"Let books be your dining table, / And you shall be full of delights. / Let them be your
And you shall sleep restful nights" (St. Ephraim the Syrian).

Friday, October 13, 2017

Religion, Authority, and the State: Constantine and Beyond

Debates about religious freedom are by no means unique to the United States in these early years of the 21st century. So too debates about the legacy of Constantine are not new developments either. Two recent books shed light on both questions, giving them wide context.

The first, Religion, Authority, and the State: From Constantine to the Contemporary World (Palgrave Macmillan, 2016), 249pp. is a collection edited by Leo Lefebure.With at least two chapters focusing on Slavic Orthodox debates around religious freedom, this book promises to be of interest to Eastern Christians.

The publisher further tells us about this book:
In commemoration of Constantine’s grant of freedom of religion to Christians, this wide-ranging volume examines the ambiguous legacy of this emperor in relation to the present world, discussing the perennial challenges of relations between religions and governments. The authors examine the new global ecumenical movement inspired by Pentecostals, the role of religion in the Irish Easter rebellion against the British, and the relation between religious freedom and government in the United States. Other essays debate the relation of Islam to the violence in Nigeria, the place of the family in church-state relations in the Philippines, the role of confessional identity in the political struggles in the Balkans, and the construction of Slavophile identity in nineteenth-century Russian Orthodox political theology. The volume also investigates the contrast between written constitutions and actual practice in the relations between governments and religions in Australia, Indonesia, and Egypt.  The case studies and surveys illuminate both specific contexts and also widespread currents in religion-state relations across the world.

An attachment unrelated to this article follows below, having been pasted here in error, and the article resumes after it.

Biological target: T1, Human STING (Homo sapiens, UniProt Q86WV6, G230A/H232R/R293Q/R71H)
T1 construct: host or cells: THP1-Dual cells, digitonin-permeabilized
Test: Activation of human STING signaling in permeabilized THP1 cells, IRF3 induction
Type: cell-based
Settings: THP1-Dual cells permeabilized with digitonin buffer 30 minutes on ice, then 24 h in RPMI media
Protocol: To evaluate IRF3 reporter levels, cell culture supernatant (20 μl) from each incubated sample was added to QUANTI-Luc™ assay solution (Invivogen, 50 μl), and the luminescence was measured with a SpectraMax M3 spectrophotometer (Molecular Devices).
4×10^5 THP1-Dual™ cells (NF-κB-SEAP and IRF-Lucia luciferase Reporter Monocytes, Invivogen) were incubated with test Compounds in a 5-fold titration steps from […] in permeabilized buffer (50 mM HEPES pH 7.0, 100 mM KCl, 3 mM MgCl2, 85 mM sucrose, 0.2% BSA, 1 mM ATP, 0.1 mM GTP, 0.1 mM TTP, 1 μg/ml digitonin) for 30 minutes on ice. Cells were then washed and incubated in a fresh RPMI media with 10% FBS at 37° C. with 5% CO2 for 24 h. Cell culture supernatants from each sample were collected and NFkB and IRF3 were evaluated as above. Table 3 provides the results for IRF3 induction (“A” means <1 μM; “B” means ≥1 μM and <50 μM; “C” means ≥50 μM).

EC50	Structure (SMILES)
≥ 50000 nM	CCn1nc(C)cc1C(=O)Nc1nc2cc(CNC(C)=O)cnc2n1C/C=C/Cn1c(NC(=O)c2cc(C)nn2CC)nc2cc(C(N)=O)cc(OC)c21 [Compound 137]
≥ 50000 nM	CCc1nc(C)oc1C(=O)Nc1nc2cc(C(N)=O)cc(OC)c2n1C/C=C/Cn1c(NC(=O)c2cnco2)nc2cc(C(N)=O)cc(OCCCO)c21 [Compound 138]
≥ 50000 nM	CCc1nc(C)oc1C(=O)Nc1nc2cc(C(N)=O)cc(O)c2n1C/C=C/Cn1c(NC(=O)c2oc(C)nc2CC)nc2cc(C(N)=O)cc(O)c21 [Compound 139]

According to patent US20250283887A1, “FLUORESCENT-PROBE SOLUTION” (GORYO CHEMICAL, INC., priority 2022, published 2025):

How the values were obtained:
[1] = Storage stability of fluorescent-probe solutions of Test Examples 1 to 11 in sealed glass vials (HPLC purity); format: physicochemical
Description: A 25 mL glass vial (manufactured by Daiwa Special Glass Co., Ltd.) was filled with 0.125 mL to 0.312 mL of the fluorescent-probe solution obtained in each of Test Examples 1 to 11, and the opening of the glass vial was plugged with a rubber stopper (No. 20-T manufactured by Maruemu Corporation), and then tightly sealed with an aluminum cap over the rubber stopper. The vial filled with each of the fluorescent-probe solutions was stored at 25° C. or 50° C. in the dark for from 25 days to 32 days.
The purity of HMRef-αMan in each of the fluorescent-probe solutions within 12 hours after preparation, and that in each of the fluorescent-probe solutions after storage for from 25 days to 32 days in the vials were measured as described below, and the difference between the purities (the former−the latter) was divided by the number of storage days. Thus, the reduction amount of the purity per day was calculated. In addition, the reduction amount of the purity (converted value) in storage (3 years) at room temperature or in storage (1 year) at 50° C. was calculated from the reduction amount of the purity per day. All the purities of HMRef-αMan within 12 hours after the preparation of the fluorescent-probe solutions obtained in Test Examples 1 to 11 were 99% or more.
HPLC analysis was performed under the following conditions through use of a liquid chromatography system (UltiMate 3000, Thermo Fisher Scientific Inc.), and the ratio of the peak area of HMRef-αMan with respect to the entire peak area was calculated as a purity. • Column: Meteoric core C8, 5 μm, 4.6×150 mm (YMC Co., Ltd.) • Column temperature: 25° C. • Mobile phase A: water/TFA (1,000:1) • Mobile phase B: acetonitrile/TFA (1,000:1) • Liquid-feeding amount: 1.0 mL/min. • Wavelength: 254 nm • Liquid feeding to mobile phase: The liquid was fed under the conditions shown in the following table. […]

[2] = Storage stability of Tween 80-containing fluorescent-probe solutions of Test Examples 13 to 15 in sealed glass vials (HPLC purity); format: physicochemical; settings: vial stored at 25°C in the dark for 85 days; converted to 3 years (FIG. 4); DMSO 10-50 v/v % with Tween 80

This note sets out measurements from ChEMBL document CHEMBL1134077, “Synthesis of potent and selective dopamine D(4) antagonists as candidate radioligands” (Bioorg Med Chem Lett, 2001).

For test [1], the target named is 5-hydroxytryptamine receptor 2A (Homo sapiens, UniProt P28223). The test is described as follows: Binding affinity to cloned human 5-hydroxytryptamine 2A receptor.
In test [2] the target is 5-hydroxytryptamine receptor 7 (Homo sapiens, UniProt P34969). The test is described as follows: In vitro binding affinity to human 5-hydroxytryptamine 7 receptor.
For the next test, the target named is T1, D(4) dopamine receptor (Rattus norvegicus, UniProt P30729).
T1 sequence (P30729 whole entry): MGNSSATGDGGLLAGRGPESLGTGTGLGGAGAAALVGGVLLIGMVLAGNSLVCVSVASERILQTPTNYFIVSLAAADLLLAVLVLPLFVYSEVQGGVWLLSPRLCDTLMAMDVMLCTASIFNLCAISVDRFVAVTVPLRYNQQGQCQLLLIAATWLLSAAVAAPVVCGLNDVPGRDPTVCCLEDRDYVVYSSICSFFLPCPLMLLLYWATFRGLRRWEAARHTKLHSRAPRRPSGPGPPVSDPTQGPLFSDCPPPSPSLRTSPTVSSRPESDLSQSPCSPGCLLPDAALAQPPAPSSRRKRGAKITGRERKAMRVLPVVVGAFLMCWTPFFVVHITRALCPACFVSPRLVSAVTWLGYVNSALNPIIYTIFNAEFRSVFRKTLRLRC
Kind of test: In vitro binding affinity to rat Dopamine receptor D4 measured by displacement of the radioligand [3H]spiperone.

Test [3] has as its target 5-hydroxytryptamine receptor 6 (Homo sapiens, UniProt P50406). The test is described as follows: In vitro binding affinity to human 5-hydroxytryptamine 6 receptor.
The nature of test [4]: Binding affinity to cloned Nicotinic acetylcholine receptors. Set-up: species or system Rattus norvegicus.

The second study, by Kyle Smith, is Constantine and the Captive Christians of Persia: Martyrdom and Religious Identity in Late Antiquity (University of California Press, 2016), 256pp.

About this book the publisher tells us:
It is widely believed that the Emperor Constantine’s conversion to Christianity politicized religious allegiances, dividing the Christian Roman Empire from the Zoroastrian Sasanian Empire and leading to the persecution of Christians in Persia. This account, however, is based on Greek ecclesiastical histories and Syriac martyrdom narratives that date to centuries after the fact. In this groundbreaking study, Kyle Smith analyzes diverse Greek, Latin, and Syriac sources to show that there was not a single history of fourth-century Mesopotamia. By examining the conflicting hagiographical and historical evidence, Constantine and the Captive Christians of Persia presents an evocative and evolving portrait of the first Christian emperor, uncovering how Syriac Christians manipulated the image of their western Christian counterparts to fashion their own political and religious identities during this century of radical change.

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